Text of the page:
Payment of Rent: Whether a s.13 notice served to increase rent under a periodic tenancy was valid (Mooney v Whiteland – 2023)
The Court of Appeal considers whether a notice served under s.13 of the Housing Act 1988 was valid where the stated date for the increase in rent differed from the periodic tenancy arrangements.
In Mooney v Whiteland , the tenant had occupied a property under a weekly periodic tenancy from the landlord since May 1991, paying a rent of £25 per week. Rent was due to be paid on the Monday of each week, although the tenant usually paid on the preceding Friday.
The landlord sent the tenant a notice under s.13 of the Housing Act 1988 in October 2018, stating that an increased rent of £100 per week would be payable from Friday 7th December 2018, instead of stating a date of Monday 10th December 2018 which would have been the start of a new rental period under the terms of the tenancy.
At first instance, the court found that the notice was valid when considering the tenant’s payments were usually made on a Friday. This decision was overturned on appeal, finding that the notice was invalid as it was unclear that the commencement date for the new rent was to be Monday 10th December. The landlord appealed.
The Court of Appeal dismissed the landlord’s appeal, finding that the landlord’s notice was invalid. There must be no reasonable doubt as to the intention of the notice, but the Court of Appeal concluded that this was not the case.
The landlord’s appeal was based on three grounds:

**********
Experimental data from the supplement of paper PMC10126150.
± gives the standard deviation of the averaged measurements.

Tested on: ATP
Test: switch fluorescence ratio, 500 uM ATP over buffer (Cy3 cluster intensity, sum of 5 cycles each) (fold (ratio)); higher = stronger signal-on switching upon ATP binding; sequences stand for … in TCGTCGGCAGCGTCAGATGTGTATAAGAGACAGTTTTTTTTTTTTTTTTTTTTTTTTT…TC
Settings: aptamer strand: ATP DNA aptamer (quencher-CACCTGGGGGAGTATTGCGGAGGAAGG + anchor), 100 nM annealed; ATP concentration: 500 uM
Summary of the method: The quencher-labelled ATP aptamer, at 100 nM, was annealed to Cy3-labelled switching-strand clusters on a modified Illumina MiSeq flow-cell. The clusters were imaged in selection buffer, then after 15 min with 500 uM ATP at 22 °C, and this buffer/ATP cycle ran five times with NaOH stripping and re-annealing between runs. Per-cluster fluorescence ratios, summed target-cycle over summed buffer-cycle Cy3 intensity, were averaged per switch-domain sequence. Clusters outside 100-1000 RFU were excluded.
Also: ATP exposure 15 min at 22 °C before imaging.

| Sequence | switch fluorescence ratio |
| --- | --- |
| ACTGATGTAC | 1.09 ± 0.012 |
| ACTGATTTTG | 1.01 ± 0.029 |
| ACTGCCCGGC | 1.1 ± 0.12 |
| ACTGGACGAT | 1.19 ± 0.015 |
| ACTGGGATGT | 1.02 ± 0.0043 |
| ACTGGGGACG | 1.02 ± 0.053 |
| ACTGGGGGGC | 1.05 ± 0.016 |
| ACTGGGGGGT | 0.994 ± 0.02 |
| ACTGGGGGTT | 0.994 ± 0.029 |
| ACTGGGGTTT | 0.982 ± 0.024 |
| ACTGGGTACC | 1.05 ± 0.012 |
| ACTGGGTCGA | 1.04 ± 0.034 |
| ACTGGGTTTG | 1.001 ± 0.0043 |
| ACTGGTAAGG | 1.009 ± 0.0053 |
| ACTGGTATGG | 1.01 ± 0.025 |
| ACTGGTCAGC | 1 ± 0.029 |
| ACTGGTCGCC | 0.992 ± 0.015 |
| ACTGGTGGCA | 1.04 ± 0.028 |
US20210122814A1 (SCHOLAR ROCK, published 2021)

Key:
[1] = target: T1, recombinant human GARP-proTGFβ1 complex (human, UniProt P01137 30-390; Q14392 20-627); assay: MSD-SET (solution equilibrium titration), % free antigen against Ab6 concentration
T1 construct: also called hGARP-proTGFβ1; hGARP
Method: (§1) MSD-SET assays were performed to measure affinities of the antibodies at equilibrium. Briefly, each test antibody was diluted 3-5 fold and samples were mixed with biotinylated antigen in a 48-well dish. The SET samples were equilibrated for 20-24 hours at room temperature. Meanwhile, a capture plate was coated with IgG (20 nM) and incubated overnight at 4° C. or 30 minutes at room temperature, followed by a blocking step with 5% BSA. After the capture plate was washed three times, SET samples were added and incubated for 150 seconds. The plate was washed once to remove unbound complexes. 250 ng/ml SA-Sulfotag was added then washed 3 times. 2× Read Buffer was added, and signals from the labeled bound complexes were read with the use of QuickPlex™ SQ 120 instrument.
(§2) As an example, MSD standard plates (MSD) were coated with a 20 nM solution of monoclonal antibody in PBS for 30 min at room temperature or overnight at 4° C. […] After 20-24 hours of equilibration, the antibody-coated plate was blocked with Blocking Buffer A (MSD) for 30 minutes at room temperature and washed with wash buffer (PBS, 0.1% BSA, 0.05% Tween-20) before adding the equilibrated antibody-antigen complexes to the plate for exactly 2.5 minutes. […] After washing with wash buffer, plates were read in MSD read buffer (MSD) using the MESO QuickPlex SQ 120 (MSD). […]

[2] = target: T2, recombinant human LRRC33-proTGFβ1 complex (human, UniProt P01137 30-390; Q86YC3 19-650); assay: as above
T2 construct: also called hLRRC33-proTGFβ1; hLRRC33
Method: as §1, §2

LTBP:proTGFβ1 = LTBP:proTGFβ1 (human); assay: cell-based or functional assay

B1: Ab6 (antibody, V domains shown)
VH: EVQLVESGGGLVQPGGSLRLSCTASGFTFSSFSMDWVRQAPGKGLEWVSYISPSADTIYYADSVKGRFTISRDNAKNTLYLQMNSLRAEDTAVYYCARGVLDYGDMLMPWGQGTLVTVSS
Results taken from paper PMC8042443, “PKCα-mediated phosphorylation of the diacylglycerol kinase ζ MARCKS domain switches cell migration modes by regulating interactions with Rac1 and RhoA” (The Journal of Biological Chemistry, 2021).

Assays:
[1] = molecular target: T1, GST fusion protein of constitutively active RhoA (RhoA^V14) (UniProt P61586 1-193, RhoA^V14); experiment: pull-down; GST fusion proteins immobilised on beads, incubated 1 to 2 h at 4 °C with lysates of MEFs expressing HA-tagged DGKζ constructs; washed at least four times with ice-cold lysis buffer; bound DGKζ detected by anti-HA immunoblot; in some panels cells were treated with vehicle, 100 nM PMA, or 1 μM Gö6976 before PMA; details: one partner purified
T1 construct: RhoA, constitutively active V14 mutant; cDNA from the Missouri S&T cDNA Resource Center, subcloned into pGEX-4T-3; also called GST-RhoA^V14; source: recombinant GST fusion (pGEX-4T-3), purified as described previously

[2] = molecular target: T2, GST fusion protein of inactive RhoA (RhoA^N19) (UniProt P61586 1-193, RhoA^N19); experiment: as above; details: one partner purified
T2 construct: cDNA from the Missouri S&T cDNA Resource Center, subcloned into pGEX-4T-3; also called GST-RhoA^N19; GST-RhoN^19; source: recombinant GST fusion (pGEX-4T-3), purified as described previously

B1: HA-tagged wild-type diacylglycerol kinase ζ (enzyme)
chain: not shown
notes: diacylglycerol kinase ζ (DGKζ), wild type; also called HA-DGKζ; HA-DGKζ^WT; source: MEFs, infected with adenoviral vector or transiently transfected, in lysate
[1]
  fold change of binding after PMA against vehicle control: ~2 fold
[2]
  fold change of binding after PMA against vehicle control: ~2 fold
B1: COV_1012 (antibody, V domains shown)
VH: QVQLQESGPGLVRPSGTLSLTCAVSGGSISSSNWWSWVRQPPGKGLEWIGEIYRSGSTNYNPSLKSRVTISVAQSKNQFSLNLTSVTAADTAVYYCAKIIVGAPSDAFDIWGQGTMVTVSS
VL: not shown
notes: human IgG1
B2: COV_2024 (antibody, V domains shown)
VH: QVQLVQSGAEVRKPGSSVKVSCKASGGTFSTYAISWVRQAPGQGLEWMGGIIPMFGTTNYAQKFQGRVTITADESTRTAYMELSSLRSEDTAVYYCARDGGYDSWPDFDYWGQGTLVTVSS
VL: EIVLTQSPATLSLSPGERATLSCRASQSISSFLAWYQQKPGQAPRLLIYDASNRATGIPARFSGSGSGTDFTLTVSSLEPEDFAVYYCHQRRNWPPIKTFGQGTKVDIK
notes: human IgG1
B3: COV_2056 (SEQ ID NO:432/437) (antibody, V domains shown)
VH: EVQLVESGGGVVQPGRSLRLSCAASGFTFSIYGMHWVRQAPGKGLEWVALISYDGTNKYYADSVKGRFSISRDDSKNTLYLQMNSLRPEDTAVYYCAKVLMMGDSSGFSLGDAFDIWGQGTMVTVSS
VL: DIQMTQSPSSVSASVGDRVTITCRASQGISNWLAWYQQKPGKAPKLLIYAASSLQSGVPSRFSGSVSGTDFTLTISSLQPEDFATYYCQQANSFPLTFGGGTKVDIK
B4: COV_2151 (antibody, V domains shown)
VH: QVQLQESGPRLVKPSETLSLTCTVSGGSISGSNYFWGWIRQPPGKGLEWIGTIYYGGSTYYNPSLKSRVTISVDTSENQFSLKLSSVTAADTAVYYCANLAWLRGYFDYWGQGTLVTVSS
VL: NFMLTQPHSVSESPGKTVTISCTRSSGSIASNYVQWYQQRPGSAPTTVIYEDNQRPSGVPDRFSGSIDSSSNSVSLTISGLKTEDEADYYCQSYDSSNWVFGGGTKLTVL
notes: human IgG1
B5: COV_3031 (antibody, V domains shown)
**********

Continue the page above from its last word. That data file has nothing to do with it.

- Although the tenancy had originally commenced on a Monday in 1991, this had been varied such that it was no longer possible to determine when weekly tenancy periods began.
The landlord at first instance had argued that the weekly tenancy period commenced on a Monday. The landlord was not therefore able to depart from this argument later, and the appeal failed on this ground.
- The court had not applied Mannai Investment Co Ltd v Eagle Star Life Assurance Co Ltd 
The Court of Appeal considered Mannai, together with Pease v Carter , finding that there must be no reasonable doubt as to the intention of the notice. One interpretation of the notice was that Monday 10th December should be the start date for the new rent, but it was also equally possible that Friday 7th December was the intended start date.
The Court of Appeal therefore considered that reasonable doubt did exist, and concluded that the notice was invalid. This was not an obvious mistake, such as a typographical error, which could still render the notice valid.
- The court erred in concluding that the rent assessment committee did not have jurisdiction to determine validity of the s.13 notice.
The Court of Appeal agreed that the rent assessment committed did not have jurisdiction to determine the notice’s validity, which is a matter for the court. The tenant’s failure to refer the notice to the local rent assessment committee did not preclude the court from making a later decision in respect of the validity of the notice.
Advice and action for landlords
This decision serves as a reminder for landlords to ensure that dates specified in notices are correct and accurately reflect the terms of an agreement. A useful point of law, and an industry precedent, landlords wishing to vary rents of periodic tenancies are advised to ensure that the new rent commencement date aligns with the terms of the tenancy rather than any variation in practice.
Due to the existence of reasonable doubt as to the commencement date, the notice was deemed invalid.
The Court of Appeal dismissed the landlord’s appeal, finding that the landlord’s notice was invalid. There must be no reasonable doubt as to the intention of the notice, but the Court concluded that this was not the case.